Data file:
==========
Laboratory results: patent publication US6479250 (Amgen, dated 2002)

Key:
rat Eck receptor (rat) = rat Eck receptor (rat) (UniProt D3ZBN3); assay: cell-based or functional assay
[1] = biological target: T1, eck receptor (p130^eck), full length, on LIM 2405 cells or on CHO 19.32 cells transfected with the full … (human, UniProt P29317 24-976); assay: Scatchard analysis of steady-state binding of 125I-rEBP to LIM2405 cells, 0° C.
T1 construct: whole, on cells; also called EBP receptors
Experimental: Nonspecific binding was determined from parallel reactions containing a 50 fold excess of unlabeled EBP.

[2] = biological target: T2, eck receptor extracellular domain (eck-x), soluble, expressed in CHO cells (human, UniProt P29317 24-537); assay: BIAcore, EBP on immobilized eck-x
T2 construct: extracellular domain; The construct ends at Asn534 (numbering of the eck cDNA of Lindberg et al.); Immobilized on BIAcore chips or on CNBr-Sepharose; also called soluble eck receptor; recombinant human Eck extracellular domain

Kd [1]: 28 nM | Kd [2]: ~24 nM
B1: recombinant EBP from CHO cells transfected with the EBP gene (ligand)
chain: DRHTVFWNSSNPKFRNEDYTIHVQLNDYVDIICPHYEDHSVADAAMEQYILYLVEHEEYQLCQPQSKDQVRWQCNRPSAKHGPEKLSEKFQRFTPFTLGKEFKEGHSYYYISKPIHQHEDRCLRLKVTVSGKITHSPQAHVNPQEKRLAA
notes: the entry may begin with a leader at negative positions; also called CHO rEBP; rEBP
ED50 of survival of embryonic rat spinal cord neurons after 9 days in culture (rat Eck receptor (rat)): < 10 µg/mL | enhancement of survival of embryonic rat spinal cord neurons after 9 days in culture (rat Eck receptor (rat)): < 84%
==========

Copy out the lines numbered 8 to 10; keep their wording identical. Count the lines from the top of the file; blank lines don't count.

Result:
T2 construct: extracellular domain; The construct ends at Asn534 (numbering of the eck cDNA of Lindberg et al.); Immobilized on BIAcore chips or on CNBr-Sepharose; also called soluble eck receptor; recombinant human Eck extracellular domain

Kd [1]: 28 nM | Kd [2]: ~24 nM
B1: recombinant EBP from CHO cells transfected with the EBP gene (ligand)